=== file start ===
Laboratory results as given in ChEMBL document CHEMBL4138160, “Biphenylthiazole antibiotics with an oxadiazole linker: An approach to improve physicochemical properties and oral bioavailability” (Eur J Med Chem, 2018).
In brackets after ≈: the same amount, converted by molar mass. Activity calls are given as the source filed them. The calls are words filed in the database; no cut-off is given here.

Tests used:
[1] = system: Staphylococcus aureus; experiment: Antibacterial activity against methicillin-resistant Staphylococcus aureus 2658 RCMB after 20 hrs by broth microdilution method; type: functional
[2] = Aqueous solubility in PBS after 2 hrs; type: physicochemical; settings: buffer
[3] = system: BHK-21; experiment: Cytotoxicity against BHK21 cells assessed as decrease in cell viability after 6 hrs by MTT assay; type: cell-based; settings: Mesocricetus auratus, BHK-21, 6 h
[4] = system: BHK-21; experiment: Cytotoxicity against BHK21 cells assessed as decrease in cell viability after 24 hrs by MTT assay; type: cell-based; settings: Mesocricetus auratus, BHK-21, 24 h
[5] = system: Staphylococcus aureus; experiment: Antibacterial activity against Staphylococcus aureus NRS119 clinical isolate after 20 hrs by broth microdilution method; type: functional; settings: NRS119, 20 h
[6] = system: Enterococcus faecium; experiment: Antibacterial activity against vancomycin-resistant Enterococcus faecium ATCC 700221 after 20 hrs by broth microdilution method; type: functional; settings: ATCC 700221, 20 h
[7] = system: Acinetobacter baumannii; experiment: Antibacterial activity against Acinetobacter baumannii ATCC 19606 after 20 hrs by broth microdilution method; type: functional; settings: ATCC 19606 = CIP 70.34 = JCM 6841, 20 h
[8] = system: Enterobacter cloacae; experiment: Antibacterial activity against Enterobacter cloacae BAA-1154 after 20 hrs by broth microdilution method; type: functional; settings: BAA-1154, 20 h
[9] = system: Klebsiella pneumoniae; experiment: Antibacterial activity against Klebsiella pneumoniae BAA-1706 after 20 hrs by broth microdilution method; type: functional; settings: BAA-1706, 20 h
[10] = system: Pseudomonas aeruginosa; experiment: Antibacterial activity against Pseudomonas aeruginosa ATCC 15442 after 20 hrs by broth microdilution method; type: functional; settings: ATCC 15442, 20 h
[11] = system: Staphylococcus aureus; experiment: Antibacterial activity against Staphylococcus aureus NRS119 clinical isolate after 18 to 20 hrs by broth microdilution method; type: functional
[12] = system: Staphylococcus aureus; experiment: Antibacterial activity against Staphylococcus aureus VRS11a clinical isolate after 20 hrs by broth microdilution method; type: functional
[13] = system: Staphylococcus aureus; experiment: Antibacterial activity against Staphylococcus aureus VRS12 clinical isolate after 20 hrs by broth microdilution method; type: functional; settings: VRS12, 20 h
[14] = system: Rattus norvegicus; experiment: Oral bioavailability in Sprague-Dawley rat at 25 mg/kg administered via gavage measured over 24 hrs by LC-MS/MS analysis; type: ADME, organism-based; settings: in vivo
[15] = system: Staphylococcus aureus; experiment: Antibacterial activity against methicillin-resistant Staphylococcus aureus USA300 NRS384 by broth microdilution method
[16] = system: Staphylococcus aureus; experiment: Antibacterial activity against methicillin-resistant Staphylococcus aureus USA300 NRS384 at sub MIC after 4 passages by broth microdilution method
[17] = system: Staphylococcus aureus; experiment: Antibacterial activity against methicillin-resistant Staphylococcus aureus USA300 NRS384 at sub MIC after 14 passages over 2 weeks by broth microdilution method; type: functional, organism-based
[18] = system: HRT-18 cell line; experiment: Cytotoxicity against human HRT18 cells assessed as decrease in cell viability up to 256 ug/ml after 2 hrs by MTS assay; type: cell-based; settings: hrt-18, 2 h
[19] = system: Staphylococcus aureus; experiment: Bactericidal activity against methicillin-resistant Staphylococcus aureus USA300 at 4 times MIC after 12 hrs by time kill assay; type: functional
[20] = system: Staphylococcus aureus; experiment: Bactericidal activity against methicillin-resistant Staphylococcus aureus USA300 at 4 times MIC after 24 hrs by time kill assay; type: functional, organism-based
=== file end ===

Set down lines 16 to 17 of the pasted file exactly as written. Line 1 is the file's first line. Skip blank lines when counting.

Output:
[13] = system: Staphylococcus aureus; experiment: Antibacterial activity against Staphylococcus aureus VRS12 clinical isolate after 20 hrs by broth microdilution method; type: functional; settings: VRS12, 20 h
[14] = system: Rattus norvegicus; experiment: Oral bioavailability in Sprague-Dawley rat at 25 mg/kg administered via gavage measured over 24 hrs by LC-MS/MS analysis; type: ADME, organism-based; settings: in vivo